But I go home and have some grub
'Cos I'm Billy Muggins
I'm commonly known as the juggins
Silly Billy, that's what they all call me
Why do my landlady call me a dear?
Treats me to smokes and to bottles of beer
'Cos I'm muggins, the juggins
And muggins I'll always be.

My brother lost a bl(br)each of promise case the other day
Them nice love letters he'd wrote to this girl gave him away
I courted once this self same miss
She might have bl(br)breach of promised this
Although I swore she should be mine
To her I never wrote a line
'Cos I'm Billy Muggins
I'm commonly known as the juggins
Silly Billy, that's what my friends call me
When she said love letters gave her delight
Why did I tell her that I could not write?
'Cos I'm muggins, the juggins
And muggins I'll always be.

I had an invitation from some friends the other day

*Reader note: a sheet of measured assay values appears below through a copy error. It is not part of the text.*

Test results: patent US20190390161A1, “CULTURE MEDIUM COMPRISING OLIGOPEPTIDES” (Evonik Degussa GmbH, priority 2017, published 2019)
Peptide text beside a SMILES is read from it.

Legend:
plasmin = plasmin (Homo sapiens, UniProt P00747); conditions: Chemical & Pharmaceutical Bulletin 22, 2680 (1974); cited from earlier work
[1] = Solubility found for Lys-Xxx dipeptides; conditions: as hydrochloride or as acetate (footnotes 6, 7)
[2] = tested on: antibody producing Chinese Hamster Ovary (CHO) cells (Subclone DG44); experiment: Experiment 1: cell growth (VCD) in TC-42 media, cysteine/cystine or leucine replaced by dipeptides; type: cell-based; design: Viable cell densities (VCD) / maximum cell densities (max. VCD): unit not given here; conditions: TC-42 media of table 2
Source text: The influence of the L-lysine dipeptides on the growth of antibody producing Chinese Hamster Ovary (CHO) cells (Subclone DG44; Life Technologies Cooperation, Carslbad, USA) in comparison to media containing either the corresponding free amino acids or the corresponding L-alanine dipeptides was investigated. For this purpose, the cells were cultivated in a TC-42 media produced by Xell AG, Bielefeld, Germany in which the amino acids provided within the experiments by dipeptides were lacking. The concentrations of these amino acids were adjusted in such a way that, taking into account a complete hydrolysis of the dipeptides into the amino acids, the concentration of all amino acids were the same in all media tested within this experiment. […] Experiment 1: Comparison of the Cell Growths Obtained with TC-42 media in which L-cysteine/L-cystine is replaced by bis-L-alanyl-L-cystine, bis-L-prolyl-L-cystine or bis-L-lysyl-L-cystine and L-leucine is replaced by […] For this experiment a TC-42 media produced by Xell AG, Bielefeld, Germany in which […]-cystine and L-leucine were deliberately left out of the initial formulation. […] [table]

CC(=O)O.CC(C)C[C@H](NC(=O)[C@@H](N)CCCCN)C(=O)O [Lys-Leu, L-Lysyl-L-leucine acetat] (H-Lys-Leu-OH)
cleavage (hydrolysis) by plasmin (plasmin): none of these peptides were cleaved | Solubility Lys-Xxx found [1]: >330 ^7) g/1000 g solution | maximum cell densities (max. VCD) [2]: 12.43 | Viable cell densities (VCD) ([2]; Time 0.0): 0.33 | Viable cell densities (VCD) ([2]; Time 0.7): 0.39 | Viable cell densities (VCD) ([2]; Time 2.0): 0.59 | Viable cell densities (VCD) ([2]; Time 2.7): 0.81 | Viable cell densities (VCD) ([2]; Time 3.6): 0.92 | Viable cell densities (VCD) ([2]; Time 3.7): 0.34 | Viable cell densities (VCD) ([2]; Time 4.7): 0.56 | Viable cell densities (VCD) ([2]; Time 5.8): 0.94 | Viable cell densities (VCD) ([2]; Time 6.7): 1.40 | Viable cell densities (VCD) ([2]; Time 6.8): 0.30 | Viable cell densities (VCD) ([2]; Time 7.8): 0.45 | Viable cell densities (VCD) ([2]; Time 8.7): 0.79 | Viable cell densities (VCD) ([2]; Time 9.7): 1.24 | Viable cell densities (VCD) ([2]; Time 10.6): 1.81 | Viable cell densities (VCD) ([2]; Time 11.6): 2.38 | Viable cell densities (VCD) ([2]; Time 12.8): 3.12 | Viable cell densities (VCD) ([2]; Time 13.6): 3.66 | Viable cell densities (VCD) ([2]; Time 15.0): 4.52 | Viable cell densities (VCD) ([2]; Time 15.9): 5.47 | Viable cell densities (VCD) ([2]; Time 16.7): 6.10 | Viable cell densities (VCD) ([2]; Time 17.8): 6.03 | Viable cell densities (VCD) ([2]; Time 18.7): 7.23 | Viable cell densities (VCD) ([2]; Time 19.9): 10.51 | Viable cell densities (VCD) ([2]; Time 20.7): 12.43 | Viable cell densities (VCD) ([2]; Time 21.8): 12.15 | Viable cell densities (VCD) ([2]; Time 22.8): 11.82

They had a large card party and I went there to play
When I arrived 'twas plain to see
A mug they thought they'd got in me
But when I'd finished playing there
I'd won ten pounds I do declare
'Cos I'm Billy Muggins
Commonly known as the juggins
Silly Billy, that's what my friends call me
When I had won their ten sovereigns all right
Why did I get up and wish them 'Goodnight'
'Cos I'm muggins, the juggins
And muggins I'll always be.

I never stay out late at night, I never wish to roam
My landlady is good to me so Muggins stays at home
Her husband thinks it's only right
That he should go out every night
Why does he leave a chap like me
To keep his missus company
'Cos I'm Billy Muggins
I'm commonly known as the juggins
Silly, Billy, that's what my friends call me